The half-sister of singer June Hutton, Ina Ray Hutton was the most prominent female leader during the big band era. She gained notoriety during the 1930s for both her music and her seductive stage persona, earning her the nickname “Blonde Bombshell of Rhythm.”
Ina Ray began singing and dancing at the age of eight. During the early 1930s, she appeared in the Ziegfeld Follies and the George White Scandals and in 1934 was asked to front an all-girl orchestra, the Melodears, with which she appeared in several Paramount musical shorts. The group achieved some popularity, mainly as a novelty act. It disbanded in 1939. June Hutton sang with the outﬁt under the name Elaine Merritt.
In 1940, Ina Ray changed her hair color and formed an all-male orchestra. Though her new outﬁt was quite talented, it was her seductive swaying and dancing on stage that helped gain the group a following. Sax player and arranger George Paxton, to whom Ina Ray had reportedly offered ﬁfty percent of her profits to join the band, played a large part in the orchestra’s success, becoming musical director and de facto leader until he left to form his own group in May 1944. Standout musicians included guitarist Jack Purcell and pianist Hal Schaefer. Stuart Foster served as male vocalist. The Kim Loo Sisters, a vocal trio, also sang.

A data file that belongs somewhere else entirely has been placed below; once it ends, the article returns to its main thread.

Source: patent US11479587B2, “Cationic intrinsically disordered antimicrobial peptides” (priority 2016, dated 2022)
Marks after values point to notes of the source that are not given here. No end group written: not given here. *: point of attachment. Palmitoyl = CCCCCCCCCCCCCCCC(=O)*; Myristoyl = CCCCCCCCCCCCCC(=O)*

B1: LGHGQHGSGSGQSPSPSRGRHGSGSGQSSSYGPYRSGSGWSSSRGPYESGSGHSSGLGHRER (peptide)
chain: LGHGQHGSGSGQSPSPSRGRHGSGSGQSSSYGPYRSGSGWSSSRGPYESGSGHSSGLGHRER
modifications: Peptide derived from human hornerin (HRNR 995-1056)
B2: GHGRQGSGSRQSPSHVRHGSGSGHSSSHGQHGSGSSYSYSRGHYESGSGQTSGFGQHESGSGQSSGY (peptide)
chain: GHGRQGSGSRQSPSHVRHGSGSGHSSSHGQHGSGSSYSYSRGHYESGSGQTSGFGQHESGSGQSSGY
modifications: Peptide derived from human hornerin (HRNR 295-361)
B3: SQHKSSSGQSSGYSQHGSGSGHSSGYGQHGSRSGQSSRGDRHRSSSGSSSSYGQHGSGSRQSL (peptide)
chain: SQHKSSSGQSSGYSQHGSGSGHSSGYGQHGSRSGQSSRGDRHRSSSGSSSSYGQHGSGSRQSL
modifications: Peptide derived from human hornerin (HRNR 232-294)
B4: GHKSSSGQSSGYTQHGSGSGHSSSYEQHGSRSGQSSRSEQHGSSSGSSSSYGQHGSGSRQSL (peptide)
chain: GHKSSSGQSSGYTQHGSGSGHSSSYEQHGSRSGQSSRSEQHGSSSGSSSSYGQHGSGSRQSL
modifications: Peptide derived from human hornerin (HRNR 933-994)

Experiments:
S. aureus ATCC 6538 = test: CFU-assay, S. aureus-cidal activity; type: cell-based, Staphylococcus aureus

In 1944, Ina Ray starred in the Columbia production Ever Since Venus, her only major ﬁlm role. She temporarily disbanded her orchestra in August 1944, citing a need to rest, but was back on the bandstand in December, where she stayed until permanently disbanding in December 1946. In mid-1947, she became involved in a scandal when the wife of bandleader Randy Brooks ﬁled for separation and accused Hutton of having an affair with her husband. She and Brooks married in 1949 and settled on the West Coast, where she formed a new all-girl orchestra which appeared on a regional television program from 1951 to 1955, with a brief network run in 1956. She retired from music in 1968 and died in 1984 of complications from diabetes.